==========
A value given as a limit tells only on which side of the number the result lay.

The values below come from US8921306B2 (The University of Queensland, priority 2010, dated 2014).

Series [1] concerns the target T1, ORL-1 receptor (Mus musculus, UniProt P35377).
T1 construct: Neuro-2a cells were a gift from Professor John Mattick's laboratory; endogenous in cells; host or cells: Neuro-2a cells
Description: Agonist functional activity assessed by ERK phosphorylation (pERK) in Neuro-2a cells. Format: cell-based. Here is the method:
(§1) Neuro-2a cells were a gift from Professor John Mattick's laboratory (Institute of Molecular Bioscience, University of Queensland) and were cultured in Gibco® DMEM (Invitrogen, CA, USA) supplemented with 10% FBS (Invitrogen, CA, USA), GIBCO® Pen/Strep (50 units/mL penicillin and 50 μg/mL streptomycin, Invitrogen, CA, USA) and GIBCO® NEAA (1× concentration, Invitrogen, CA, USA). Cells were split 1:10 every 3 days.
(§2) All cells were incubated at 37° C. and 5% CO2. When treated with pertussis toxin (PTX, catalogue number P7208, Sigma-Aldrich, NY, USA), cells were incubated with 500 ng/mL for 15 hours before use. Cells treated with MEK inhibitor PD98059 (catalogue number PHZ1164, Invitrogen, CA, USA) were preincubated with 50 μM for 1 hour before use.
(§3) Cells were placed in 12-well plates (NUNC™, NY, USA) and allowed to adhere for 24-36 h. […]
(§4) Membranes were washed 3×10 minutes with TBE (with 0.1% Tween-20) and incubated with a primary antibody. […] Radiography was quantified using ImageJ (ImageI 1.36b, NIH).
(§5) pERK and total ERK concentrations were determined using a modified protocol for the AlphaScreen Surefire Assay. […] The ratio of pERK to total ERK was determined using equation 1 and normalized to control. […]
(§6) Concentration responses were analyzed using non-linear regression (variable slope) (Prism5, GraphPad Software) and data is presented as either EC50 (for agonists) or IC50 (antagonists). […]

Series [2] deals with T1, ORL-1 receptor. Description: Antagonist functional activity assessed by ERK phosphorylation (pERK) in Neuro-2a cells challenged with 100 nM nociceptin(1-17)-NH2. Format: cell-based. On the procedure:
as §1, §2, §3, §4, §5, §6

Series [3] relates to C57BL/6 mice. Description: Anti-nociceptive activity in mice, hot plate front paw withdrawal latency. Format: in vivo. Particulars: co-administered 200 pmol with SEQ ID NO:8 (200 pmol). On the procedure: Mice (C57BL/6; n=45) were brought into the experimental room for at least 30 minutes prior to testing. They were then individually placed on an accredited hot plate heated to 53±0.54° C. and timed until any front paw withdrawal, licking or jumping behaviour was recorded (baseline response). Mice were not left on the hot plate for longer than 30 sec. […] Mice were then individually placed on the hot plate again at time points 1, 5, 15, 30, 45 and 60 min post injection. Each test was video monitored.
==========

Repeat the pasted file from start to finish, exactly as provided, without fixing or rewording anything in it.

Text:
A value given as a limit tells only on which side of the number the result lay.

The values below come from US8921306B2 (The University of Queensland, priority 2010, dated 2014).

Series [1] concerns the target T1, ORL-1 receptor (Mus musculus, UniProt P35377).
T1 construct: Neuro-2a cells were a gift from Professor John Mattick's laboratory; endogenous in cells; host or cells: Neuro-2a cells
Description: Agonist functional activity assessed by ERK phosphorylation (pERK) in Neuro-2a cells. Format: cell-based. Here is the method:
(§1) Neuro-2a cells were a gift from Professor John Mattick's laboratory (Institute of Molecular Bioscience, University of Queensland) and were cultured in Gibco® DMEM (Invitrogen, CA, USA) supplemented with 10% FBS (Invitrogen, CA, USA), GIBCO® Pen/Strep (50 units/mL penicillin and 50 μg/mL streptomycin, Invitrogen, CA, USA) and GIBCO® NEAA (1× concentration, Invitrogen, CA, USA). Cells were split 1:10 every 3 days.
(§2) All cells were incubated at 37° C. and 5% CO2. When treated with pertussis toxin (PTX, catalogue number P7208, Sigma-Aldrich, NY, USA), cells were incubated with 500 ng/mL for 15 hours before use. Cells treated with MEK inhibitor PD98059 (catalogue number PHZ1164, Invitrogen, CA, USA) were preincubated with 50 μM for 1 hour before use.
(§3) Cells were placed in 12-well plates (NUNC™, NY, USA) and allowed to adhere for 24-36 h. […]
(§4) Membranes were washed 3×10 minutes with TBE (with 0.1% Tween-20) and incubated with a primary antibody. […] Radiography was quantified using ImageJ (ImageI 1.36b, NIH).
(§5) pERK and total ERK concentrations were determined using a modified protocol for the AlphaScreen Surefire Assay. […] The ratio of pERK to total ERK was determined using equation 1 and normalized to control. […]
(§6) Concentration responses were analyzed using non-linear regression (variable slope) (Prism5, GraphPad Software) and data is presented as either EC50 (for agonists) or IC50 (antagonists). […]

Series [2] deals with T1, ORL-1 receptor. Description: Antagonist functional activity assessed by ERK phosphorylation (pERK) in Neuro-2a cells challenged with 100 nM nociceptin(1-17)-NH2. Format: cell-based. On the procedure:
as §1, §2, §3, §4, §5, §6

Series [3] relates to C57BL/6 mice. Description: Anti-nociceptive activity in mice, hot plate front paw withdrawal latency. Format: in vivo. Particulars: co-administered 200 pmol with SEQ ID NO:8 (200 pmol). On the procedure: Mice (C57BL/6; n=45) were brought into the experimental room for at least 30 minutes prior to testing. They were then individually placed on an accredited hot plate heated to 53±0.54° C. and timed until any front paw withdrawal, licking or jumping behaviour was recorded (baseline response). Mice were not left on the hot plate for longer than 30 sec. […] Mice were then individually placed on the hot plate again at time points 1, 5, 15, 30, 45 and 60 min post injection. Each test was video monitored.